When reviewing a 1981 film, Roger Ebert asked himself the following question, the most basic one a film critic can ask: “Why is Heaven’s Gate so painful and unpleasant to look at?” and answered that “it is so smoky, so dusty, so foggy, so unfocused and so brownish yellow that you want to try Windex on the screen” and concluded that “a director is in deep trouble when we do not even enjoy the primary act of looking at his picture.” Since the momentous December 1996 day when I walked half-awares into an Atlanta theater playing BREAKING THE WAVES, Lars Von Trier the director has never failed to make my annual Top 10. But Lars Von Trier the writer, when directed by others, has never avoided an all-caps CON (the only other such title is DEAR WENDY), and both WENDY and NIETZSCHE, a roman a self-clef about LvT’s years in Danish film school, have (among others) the same basic primary visual problem: a beige-brown palette that is simply ugly and dirty to look at. You DO want to try Windex on ERIK NIETZSCHE. The material isn’t all that bad — the pseudonymous “Nietzsche” finding his way through film school — and often very funny (the portrayals of the other students and professors have the feel of getting back on your own high-school class). But it’s extremely one-dimensional and the LvT self-promotion bandwagon has worn out its welcome. And the film’s as ugly as ass.

    THE VIRGIN SPRING, Ingmar Bergman, Sweden, 1960 — 8

    I’ll describe my particular interactions with presenter Max von Sydow in another post, but to speak strictly of SPRING as a movie (we have all seen it, right?). Von Sydow pointed out after the film how the central scene of discovery, when the mother sees her daughter’s clothes among the thieves’ belongings, Bergman simply held on the mother’s face for a very long time. No cutting away and no underlining score, or any of the other things that a film-maker would do today. “He takes the time to make you feel her loss,” Von Sydow said (quoting from memory; may be a little off). He’s obviously correct about Bergman taking his time when he needs to, but I was struck just as much by almost the opposite reaction — just how efficiently-paced SPRING is. Bergman doesn’t waste a moment in a film that is as lean and fast (but without seeming hurried or harried; that’s the genius) in its storytelling as NO COUNTRY FOR OLD MEN. Whatever may be said about his other movies, Bergman knew that medieval legends went straight to the point. Uniting my observation and Von Sydow’s — every scene is exactly as long as it should be. SPRING may also represent the peak (or at least “most typical”) example of Bergman’s black-and-white visual style: a bold chiaroscuro with harshly-defined lines around the objects, but with the pearl-gray ambience producing soft shadows, the result of using a kind of diffused light typical of the overcast North. Given that Bergman so comprehensively creates texture, this movie’s medieval setting and parable story produce the effect of looking at tableaux or a series of church icons (like the Stations of the Cross, say) from a time where movies didn’t exist. The thing that struck me most anew in this viewing of SPRING, my third or fourth, was how spoiled and naive is the young girl of the title (like Narcissus, she pauses to admire her own beauty in a pool of water), and how Birgitta Petterson’s performance, effective in this context though it is, seems to belong in another movie. She’s all sunny and light-hearted, as if she doesn’t realize that she’s living in medieval times. Camille Paglia would no doubt have a field day applying her theories of date rape to this girl’s reckless behavior, plus the archetypes Bergman plays to the nines — blonde-vs.-brunette, say. But I will always think that Gunnel Lindblom as the pagan maid isn’t giving is a bit … much of the smoldering hatred act.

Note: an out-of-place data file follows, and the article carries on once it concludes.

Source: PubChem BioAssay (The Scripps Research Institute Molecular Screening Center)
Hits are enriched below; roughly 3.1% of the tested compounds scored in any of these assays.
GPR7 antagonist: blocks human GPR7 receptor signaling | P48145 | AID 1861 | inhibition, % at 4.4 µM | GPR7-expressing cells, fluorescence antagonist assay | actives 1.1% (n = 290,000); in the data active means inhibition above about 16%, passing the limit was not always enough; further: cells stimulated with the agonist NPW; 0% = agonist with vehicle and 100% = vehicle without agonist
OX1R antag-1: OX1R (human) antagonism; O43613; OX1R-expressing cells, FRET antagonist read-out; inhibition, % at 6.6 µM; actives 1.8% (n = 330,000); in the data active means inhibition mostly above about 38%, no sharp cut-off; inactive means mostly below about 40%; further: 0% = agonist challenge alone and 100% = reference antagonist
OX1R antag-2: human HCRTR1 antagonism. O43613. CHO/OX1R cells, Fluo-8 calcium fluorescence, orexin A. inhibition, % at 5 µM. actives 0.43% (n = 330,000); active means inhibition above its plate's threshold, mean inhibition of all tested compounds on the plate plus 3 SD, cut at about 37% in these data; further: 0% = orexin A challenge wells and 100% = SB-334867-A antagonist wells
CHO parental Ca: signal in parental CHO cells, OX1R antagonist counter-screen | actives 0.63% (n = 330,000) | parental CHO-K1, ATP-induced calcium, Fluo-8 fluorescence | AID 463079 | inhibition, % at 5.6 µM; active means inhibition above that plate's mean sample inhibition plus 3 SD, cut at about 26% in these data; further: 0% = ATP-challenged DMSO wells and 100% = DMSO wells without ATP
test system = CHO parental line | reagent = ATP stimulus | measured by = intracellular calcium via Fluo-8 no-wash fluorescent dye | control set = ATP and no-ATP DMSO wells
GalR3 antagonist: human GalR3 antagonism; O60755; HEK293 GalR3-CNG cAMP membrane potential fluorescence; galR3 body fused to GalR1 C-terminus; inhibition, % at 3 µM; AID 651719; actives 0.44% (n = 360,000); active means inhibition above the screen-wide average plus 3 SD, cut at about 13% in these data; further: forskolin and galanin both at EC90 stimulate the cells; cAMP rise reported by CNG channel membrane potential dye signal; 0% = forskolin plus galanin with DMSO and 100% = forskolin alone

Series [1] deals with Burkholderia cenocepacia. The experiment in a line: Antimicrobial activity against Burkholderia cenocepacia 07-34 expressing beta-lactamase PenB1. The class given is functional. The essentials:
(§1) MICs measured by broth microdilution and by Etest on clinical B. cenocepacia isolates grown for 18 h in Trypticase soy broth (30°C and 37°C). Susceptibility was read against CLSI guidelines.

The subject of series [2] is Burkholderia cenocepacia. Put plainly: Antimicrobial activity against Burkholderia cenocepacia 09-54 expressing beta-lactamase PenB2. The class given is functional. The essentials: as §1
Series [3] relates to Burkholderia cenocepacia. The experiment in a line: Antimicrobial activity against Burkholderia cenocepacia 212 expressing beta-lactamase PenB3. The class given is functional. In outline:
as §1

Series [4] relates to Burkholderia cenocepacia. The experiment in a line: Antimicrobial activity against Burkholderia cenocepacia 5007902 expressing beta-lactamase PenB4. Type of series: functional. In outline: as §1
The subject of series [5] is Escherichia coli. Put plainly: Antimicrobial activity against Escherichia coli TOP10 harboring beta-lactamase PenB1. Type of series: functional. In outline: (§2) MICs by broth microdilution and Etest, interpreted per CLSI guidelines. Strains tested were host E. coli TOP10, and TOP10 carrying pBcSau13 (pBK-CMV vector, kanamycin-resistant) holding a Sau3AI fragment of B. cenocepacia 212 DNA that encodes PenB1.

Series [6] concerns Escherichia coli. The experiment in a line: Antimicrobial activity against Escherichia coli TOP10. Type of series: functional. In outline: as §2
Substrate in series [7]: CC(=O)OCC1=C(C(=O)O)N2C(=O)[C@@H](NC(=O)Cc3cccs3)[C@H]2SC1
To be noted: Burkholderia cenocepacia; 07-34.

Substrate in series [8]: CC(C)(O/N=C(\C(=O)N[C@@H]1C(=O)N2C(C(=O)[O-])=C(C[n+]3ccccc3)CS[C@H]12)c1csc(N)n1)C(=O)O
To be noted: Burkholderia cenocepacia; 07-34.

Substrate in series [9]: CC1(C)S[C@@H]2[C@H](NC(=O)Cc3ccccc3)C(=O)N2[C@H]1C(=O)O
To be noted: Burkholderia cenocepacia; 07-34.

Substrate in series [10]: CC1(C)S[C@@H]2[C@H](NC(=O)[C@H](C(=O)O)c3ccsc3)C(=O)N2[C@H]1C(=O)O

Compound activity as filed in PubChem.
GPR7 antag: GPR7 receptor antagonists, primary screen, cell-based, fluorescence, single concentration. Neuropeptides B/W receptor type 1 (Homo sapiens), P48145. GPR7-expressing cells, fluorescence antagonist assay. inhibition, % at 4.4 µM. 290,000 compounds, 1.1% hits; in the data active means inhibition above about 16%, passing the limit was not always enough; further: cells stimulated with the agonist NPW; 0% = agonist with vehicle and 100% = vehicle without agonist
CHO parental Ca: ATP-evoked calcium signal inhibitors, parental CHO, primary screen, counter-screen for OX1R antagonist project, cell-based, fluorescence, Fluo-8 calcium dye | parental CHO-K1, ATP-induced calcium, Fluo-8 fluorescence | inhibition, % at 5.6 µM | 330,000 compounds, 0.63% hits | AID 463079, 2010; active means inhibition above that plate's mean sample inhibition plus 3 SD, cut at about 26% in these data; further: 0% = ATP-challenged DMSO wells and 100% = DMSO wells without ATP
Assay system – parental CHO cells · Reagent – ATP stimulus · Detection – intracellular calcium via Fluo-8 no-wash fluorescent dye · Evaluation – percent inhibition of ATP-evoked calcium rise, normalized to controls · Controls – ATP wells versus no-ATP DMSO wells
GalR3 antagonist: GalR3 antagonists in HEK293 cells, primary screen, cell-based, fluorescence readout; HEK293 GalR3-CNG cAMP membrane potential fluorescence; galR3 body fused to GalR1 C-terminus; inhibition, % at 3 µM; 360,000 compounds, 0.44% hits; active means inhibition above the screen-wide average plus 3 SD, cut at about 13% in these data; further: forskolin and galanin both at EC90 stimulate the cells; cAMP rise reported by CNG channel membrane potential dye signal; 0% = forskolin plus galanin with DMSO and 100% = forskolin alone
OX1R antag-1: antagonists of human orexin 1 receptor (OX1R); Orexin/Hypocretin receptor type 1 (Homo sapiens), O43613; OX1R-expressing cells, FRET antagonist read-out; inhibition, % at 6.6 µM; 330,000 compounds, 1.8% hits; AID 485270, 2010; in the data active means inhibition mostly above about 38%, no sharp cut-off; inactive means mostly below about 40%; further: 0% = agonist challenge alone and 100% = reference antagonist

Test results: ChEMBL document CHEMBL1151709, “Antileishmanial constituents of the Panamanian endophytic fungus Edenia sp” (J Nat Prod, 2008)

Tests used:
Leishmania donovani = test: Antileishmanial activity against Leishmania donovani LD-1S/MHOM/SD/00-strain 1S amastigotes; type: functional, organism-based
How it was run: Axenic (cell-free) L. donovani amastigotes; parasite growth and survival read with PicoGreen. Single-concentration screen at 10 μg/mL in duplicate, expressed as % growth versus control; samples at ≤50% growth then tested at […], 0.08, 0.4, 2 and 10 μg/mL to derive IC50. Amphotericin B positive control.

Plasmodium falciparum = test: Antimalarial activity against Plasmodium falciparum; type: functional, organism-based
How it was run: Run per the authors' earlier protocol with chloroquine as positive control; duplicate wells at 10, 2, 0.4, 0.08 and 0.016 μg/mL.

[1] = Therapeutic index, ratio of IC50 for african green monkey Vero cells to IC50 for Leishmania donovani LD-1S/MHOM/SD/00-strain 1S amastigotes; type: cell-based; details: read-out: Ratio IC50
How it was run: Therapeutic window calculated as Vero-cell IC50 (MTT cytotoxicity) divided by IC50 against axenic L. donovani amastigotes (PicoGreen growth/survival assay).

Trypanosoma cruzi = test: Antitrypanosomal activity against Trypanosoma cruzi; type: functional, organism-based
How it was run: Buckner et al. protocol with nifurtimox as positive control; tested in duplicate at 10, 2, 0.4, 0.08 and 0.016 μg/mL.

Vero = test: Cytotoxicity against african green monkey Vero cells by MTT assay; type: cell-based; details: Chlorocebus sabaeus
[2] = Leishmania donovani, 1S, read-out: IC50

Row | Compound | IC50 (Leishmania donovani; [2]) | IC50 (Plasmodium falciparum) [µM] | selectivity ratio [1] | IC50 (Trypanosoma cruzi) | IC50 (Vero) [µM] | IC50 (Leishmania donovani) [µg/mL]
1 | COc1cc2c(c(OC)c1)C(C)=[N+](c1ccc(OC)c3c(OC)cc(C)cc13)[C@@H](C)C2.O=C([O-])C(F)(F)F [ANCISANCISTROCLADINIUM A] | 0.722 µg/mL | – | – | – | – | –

—————————————————–

    ¹ I hasten to say that ROMANCE is not at all “difficult” in the LAST YEAR AT MARIENBAD sense of “hard to follow.” Indeed it’s almost too simple, a romantic misunderstanding followed by efforts to straighten things out.

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  • Top 10 of 2002
    (”The Lady and the Duke” is briefly mentioned in this.)